STEM & Athletics

6 Districts in 6 States Add Esports Teams

Six school systems have announced the introduction of esports teams in the last month.

Pennsylvania's Southern Tioga School District received grants to purchase two gaming stations for its high school. The gear will specifically enable the district to enhance its English language arts and STEM curriculum. The process began when a group of teachers attended an esports workshop.

"This isn't just students playing video games, said English Teacher Sarah Brion, in a statement. The district is participating in the North America Scholastic Esports Federation (NASEF), a nonprofit that has provided free curriculum linking ELA standards to esports. "Students will be researching, writing, and working collaboratively throughout the season," she explained.

Sheboygan North High School in Wisconsin has added two five-member teams--one at the varsity level and another at the junior varsity level. This makes three teams--the other is at Warriner High School--in the Sheboygan Area School District. Physics teacher Dan Dielentheis said he wanted to coach the teams, "because it gives me the chance to share traditional 'sports' values to kids that might otherwise never join a traditional sport. Skills like teamwork, staying calm and focused, time management, critical thinking, and a host of other skills can be very specific to esports."

"We're very excited to get onto this playing field," added Mike Jaber, coordinator of instructional technology for the district. "With esports you reach a new demographic of students who might not be into traditional sports, band or other clubs. And it provides yet another avenue for scholarships."

Dawson County Schools in Georgia has also begun competing, according to local reporting. District Athletic Director Jason Gibson said that esports was added to the sports roster because, "we wanted to make sure we were offering the same activities as the other schools in our area." For the first season, students will play against each other in League of Legends and Rocket League through the PlayVS league. Junior high health and physical education teacher, Johnathan Tinsley, was named as the team's head coach. Although he has coached for more than two decades, he said, "this will be a different creature. I look forward to the season and learning with the kids."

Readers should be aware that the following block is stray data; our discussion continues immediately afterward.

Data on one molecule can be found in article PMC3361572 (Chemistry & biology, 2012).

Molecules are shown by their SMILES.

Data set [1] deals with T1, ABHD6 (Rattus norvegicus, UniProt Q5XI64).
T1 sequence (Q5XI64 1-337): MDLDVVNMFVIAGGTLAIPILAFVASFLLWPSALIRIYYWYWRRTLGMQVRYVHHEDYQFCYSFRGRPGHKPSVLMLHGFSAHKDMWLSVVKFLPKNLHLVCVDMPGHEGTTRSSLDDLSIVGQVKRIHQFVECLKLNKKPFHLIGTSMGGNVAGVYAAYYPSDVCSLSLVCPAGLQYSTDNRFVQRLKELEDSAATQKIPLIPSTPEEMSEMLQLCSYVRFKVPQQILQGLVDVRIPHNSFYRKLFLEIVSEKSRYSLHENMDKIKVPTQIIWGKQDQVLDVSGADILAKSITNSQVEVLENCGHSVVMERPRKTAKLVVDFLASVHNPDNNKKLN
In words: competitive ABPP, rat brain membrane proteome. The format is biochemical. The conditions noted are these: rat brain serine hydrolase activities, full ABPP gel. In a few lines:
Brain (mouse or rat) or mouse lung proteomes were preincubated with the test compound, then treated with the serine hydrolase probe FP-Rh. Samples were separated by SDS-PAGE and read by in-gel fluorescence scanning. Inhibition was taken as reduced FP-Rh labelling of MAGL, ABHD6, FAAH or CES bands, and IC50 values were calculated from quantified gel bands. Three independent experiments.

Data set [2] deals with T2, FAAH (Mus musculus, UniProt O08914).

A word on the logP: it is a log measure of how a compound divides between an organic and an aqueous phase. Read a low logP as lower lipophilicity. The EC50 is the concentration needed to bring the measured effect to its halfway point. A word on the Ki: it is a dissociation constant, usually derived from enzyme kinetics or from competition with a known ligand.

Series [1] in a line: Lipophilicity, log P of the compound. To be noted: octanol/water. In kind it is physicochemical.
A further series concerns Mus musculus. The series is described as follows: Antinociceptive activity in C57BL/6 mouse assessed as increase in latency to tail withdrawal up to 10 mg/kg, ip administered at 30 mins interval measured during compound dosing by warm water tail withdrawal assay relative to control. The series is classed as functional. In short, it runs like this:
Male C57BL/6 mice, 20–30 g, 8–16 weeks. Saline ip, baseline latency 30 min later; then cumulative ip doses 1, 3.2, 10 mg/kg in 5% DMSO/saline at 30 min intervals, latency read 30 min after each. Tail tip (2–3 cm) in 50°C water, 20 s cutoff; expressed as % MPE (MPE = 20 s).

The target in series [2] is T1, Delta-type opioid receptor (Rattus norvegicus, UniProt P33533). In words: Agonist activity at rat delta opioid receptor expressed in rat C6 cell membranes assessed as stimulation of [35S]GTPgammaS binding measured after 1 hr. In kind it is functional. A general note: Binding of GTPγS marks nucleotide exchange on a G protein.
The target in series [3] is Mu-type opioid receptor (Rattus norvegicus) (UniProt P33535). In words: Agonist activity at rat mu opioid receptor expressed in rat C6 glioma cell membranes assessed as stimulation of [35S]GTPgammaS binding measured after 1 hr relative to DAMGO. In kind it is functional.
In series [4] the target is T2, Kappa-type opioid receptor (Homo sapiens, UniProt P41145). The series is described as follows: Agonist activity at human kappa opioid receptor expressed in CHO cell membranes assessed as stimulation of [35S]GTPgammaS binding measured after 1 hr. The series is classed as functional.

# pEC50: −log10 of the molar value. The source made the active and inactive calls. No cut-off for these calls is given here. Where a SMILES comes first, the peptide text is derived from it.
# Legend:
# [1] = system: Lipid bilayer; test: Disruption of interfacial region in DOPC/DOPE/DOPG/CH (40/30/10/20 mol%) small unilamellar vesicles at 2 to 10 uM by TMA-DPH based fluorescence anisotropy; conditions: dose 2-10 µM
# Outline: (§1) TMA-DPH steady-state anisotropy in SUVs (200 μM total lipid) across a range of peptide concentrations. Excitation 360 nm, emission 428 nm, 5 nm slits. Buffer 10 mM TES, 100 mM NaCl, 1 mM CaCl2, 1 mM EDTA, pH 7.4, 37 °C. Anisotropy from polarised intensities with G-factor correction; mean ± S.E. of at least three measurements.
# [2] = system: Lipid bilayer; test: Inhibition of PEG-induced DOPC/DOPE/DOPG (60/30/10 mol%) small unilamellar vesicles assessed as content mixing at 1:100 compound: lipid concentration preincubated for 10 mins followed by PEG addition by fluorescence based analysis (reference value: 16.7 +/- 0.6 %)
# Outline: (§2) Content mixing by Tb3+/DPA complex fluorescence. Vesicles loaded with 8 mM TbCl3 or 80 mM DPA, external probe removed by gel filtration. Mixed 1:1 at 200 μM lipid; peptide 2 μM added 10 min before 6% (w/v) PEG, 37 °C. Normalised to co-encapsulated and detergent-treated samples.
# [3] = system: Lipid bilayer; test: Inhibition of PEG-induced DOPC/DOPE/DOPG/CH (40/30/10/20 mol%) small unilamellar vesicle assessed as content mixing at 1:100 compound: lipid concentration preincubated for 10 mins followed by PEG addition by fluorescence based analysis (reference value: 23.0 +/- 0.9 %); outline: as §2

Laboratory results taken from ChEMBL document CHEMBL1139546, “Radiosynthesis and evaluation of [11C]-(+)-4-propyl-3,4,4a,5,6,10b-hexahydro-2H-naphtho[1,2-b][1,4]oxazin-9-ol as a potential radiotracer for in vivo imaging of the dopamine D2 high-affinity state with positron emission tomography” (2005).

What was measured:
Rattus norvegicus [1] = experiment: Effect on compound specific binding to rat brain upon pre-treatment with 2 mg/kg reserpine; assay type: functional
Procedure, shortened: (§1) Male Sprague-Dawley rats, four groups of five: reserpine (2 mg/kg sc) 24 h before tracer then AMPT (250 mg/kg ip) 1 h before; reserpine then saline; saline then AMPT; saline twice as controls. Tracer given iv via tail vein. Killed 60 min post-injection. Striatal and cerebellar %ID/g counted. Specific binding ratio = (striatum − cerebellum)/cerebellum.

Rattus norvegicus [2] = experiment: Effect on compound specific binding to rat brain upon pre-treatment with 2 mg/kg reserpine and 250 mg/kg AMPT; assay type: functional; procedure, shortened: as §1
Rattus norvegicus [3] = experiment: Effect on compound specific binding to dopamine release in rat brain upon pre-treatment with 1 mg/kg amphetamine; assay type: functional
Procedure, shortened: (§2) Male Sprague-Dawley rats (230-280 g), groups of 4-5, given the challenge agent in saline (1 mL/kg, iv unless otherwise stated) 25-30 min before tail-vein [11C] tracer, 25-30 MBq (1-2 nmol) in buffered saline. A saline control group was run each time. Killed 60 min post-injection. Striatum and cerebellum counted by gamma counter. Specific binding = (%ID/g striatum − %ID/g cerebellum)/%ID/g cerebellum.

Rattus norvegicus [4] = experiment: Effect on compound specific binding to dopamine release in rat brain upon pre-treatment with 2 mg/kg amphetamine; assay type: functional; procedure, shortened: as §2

According to the story, 41 schools across the state are currently offering esports programs, under the regulations of the Georgia High School Association.

Staunton River High School in Virginia is running its players through the paces during its first year of participation in a state-wide pilot. The Virginia High School League is testing the addition of esports to its sanctioned academic (rather than athletic) activities. The program schedule is being managed on PlayVS. If the pilot goes well, the executive committee for VHSL will consider sanctioning esports as an official activity.

Schools may choose to play League of Legends, Rocket League and SMITE; currently, however, Staunton is focused on LoL since the computers in its lab can only manage that, according to Coach Jonathan Frye, who spoke to a local reporter. Frye, an instructional technology resource teacher for the school, said he has tried coaching "several different sports" in the past. But he finds the "basic philosophy" the same for esports: "building on the basics, strengthening team play and debriefing after practice and games."

A recent board meeting of the Windsor Unified School District in California had esports on the agenda. The board approved the addition of competitive video gaming as a sanctioned sport at Windsor High School. The high school will be playing as part of the PlayVS league. The current participants meet regularly to play on the machines housed in the computer lab where filmmaking is taught, according to a local news report.

Among the points of discussion was whether esports truly could be considered a "real sport." When a board official suggested that esports was "just video games at school," Chris Moghtaderi, instructional and technology services director, came to its defense. As Moghtaderi, asserted, studies have shown that "players' heart rates get up to 180 beats per minute and the more professional players do physical training, because it leads to better in performance in game." On top of that, he added, the Olympic Committee was considering the addition of esports to its games for 2024. "This is for kids that want to represent the school and don't have another option," said Moghtaderi.

In a presentation made to the board, proponents said esports could bring numerous advantages to the school, including computer-technical education "crossover," more engagement in the classroom, a "community connection" and inclusion of a "safe place" for students who felt "disconnected from peers or adults."

Utah's Alpine School District has added five esports teams. The participating schools can play three different games: Super Smash Bros., League of Legends and Rocket League. Currently, they compete against each other. According to a news interview with computer programming teacher Audra Yocum, who oversees the playing, the schools are using curriculum developed by the High School Esports League, "that teaches [players] a lot about teamwork and a lot about collaboration and communication."

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About the Author

Dian Schaffhauser is a former senior contributing editor for 1105 Media's education publications THE Journal, Campus Technology and Spaces4Learning.